What is a “bloodline”? It's a term you hear people using but it doesn't seem to have a clear meaning. It presumably starts with somebody people think is special so they track their descendants, thinking they'll also be special. They could continue following the descendants long after it becomes genetically meaningless (but does it have to make genetic sense for a curse or prophesy to apply?).

To be meaningful, a bloodline must have at least one of the following:

  • Inbreeding. This is genetically unwise. It's also likely to require arranged marriages and people of the blood line may not cooperate.

  • Follow the male line (Y chromosome) but this will cease making sense if it goes through a female generation (e.g. following Biblical inheritance laws where a daughter can inherit in the absence of a son).

  • Follow the female line (mitochondria) but this will cease making sense if it goes through a male generation.

  • Following a, probably rare, dominant allele. Assuming the blood line is breeding with people with the recessive trait, there's a danger of failing to pass on the dominant allele. Could have arranged marriages, inbreeding or try to have bloodline members produce lots of children to make this less likely.

  • Selective breeding for characteristic (possibly due to a recessive allele). This is likely to require arranged or semi arranged marriages (where people are given a group of potential partners to choose from, such as sending the children to a special high school). Biblical prophets and Wizarding families seem to do this.

Any of these could fall foul of marriage laws, non-scientific inheritance laws and uncooperative bloodline members not to mention plagues, wars and anything else that could complicate reproduction or keeping track of families.

History, and to some extent the present day, is littered with incestuous monarchies, arranged marriages and particular emphasis on male line descendants. I can't help wondering how much of this started to preserve a meaningful bloodline. The practise my well have continued long after the objective had been forgotten. This suggests people in ancient times may have known more genetics than we'd have expected. If the Holy Grail is a bloodline, then the genealogies would need to be updated every 20 years or so and it may require arranged marriages and selective breeding to keep it meaningful.

Uses of bloodlines:

  • Making certain people “special” (monarchs or subjects of curses or prophecies).

  • Group having a culture of incest and/or arranged or semi-arranged marriages.

  • Reason for things (monarchies, houses etc.) to be inherited down the male or female line.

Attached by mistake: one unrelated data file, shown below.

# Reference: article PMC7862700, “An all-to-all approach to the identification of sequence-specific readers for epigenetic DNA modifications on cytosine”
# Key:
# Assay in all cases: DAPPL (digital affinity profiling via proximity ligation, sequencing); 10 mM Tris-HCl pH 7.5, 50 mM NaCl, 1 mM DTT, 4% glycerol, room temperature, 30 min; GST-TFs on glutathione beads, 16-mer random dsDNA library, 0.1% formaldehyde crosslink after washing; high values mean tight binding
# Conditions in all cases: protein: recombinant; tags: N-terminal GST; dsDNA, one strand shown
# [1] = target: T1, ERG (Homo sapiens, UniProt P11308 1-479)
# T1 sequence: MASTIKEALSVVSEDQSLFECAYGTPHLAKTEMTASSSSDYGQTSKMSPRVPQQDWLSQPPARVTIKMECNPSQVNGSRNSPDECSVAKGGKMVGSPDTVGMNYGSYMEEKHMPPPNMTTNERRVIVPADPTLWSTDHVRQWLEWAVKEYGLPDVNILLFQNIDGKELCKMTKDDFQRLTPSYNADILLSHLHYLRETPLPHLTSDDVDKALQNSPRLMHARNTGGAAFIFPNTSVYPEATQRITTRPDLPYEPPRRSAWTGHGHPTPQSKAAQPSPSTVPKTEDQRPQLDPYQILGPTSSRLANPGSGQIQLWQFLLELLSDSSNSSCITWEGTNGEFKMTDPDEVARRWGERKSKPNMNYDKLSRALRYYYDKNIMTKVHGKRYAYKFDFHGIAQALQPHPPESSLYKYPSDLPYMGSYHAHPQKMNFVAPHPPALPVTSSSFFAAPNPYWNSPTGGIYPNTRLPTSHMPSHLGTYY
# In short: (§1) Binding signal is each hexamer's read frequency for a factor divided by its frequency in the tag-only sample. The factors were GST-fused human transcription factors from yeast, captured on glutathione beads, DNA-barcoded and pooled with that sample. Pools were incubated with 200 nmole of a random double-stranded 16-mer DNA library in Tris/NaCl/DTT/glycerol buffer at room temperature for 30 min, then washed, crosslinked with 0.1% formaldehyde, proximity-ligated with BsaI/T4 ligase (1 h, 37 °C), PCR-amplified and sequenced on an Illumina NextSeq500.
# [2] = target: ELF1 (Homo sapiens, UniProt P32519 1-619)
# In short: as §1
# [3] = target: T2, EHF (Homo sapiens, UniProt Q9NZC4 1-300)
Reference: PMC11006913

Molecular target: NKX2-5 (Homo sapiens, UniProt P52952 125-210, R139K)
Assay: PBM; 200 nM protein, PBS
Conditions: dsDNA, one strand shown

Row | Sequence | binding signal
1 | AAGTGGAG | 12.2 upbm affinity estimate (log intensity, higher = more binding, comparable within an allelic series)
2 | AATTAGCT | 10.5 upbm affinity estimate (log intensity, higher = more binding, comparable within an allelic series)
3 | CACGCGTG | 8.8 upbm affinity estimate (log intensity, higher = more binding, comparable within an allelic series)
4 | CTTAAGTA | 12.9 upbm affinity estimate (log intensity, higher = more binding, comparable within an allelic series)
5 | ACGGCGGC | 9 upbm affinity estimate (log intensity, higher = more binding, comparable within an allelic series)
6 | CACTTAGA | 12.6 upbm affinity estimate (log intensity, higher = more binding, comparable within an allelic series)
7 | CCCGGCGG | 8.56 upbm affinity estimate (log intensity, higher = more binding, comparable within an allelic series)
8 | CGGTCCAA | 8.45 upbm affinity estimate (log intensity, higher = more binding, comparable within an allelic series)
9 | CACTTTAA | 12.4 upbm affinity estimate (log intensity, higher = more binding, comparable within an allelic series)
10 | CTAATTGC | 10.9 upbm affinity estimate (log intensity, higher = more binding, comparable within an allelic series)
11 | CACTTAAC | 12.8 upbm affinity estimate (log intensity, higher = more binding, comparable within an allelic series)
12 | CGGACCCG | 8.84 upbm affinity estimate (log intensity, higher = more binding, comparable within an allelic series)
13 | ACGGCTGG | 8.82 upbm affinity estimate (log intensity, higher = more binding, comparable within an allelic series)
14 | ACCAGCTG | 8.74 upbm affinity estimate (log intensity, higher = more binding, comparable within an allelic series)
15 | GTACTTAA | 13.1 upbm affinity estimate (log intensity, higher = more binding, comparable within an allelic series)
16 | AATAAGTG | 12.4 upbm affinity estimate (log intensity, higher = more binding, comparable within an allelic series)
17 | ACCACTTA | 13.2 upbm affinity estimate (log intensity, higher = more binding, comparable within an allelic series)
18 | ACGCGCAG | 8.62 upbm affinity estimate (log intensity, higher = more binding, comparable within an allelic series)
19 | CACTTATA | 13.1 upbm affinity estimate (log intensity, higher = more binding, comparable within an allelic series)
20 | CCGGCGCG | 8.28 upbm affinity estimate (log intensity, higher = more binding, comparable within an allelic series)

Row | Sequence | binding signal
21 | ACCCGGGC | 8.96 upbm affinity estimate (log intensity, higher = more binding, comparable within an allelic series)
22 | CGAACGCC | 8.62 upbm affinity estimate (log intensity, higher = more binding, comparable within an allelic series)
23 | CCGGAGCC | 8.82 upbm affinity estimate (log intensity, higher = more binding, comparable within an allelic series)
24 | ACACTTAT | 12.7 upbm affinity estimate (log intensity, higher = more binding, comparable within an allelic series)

• A family having some unusual genetic characteristic, which may be necessarily to be the heir.

Hybrids

Hybrids result from interbreeding between any groups with genetic differences. Biology restricts hybridization to fairly closely related types. Here we'll just be considering hybrids between different human or near-human groups where there are multiple genetic differences spread around the genome, not just one gene or supergene.

First generation hybrids (F1) are fairly consistent and tend to be stronger and healthier than their parents (hybrid vigour). Hybrid vigour may be why the nephilim were great heroes.

After the first generation (F2, backcrosses etc.), the various genes are inherited separately depending on where they are in the genome, resulting in recombination. Children of a hybrid, may bare little resemblance to each other, even looking like different races. You could get any combination of the characteristics of the parent types or intermediate characteristics if they're partially dominant or controlled by more than one gene. Hybrids between human races just produces people with unusual combinations of characteristics. With elves, Denisovans (there really is a case of a female apparent almas, Russian yeti, having children with H. sapiens) or aliens it could get more interesting, with people who look like humans but have elf magic or vice versa or some other unlikely and plot-relevant combination of characteristics.

A group of hybrids is called a swarm and may develop into a stable race or species over multiple generations, consistent with Shadow Hunters (modern descendants of the ancient nephilim).